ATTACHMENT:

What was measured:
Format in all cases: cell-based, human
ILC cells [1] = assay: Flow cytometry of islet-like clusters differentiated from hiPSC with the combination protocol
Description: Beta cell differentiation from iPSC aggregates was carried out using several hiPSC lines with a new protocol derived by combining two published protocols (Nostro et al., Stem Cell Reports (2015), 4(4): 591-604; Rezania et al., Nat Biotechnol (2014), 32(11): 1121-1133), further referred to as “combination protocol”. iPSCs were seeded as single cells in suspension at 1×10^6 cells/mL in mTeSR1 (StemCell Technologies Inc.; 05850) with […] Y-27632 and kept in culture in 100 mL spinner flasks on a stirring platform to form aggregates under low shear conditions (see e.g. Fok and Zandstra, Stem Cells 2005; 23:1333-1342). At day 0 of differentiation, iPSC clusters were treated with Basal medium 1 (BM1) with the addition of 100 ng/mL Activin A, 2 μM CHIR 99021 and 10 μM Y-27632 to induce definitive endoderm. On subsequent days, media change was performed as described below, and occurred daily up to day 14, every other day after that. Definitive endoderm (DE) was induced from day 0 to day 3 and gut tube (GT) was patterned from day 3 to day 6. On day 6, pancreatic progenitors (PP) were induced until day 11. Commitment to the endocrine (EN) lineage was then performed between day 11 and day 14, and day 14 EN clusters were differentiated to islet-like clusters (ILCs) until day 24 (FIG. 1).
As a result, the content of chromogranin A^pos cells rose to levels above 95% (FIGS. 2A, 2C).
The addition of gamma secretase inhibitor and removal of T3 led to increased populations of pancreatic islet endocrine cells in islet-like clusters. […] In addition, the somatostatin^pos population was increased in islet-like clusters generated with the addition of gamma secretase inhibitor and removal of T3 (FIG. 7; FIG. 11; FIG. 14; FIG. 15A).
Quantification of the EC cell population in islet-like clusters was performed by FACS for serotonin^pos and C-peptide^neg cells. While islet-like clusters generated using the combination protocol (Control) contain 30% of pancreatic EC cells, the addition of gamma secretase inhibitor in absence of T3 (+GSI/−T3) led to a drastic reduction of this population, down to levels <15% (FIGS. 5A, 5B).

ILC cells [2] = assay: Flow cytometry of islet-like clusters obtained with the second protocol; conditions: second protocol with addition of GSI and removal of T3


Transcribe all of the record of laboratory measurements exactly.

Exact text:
What was measured:
Format in all cases: cell-based, human
ILC cells [1] = assay: Flow cytometry of islet-like clusters differentiated from hiPSC with the combination protocol
Description: Beta cell differentiation from iPSC aggregates was carried out using several hiPSC lines with a new protocol derived by combining two published protocols (Nostro et al., Stem Cell Reports (2015), 4(4): 591-604; Rezania et al., Nat Biotechnol (2014), 32(11): 1121-1133), further referred to as “combination protocol”. iPSCs were seeded as single cells in suspension at 1×10^6 cells/mL in mTeSR1 (StemCell Technologies Inc.; 05850) with […] Y-27632 and kept in culture in 100 mL spinner flasks on a stirring platform to form aggregates under low shear conditions (see e.g. Fok and Zandstra, Stem Cells 2005; 23:1333-1342). At day 0 of differentiation, iPSC clusters were treated with Basal medium 1 (BM1) with the addition of 100 ng/mL Activin A, 2 μM CHIR 99021 and 10 μM Y-27632 to induce definitive endoderm. On subsequent days, media change was performed as described below, and occurred daily up to day 14, every other day after that. Definitive endoderm (DE) was induced from day 0 to day 3 and gut tube (GT) was patterned from day 3 to day 6. On day 6, pancreatic progenitors (PP) were induced until day 11. Commitment to the endocrine (EN) lineage was then performed between day 11 and day 14, and day 14 EN clusters were differentiated to islet-like clusters (ILCs) until day 24 (FIG. 1).
As a result, the content of chromogranin A^pos cells rose to levels above 95% (FIGS. 2A, 2C).
The addition of gamma secretase inhibitor and removal of T3 led to increased populations of pancreatic islet endocrine cells in islet-like clusters. […] In addition, the somatostatin^pos population was increased in islet-like clusters generated with the addition of gamma secretase inhibitor and removal of T3 (FIG. 7; FIG. 11; FIG. 14; FIG. 15A).
Quantification of the EC cell population in islet-like clusters was performed by FACS for serotonin^pos and C-peptide^neg cells. While islet-like clusters generated using the combination protocol (Control) contain 30% of pancreatic EC cells, the addition of gamma secretase inhibitor in absence of T3 (+GSI/−T3) led to a drastic reduction of this population, down to levels <15% (FIGS. 5A, 5B).

ILC cells [2] = assay: Flow cytometry of islet-like clusters obtained with the second protocol; conditions: second protocol with addition of GSI and removal of T3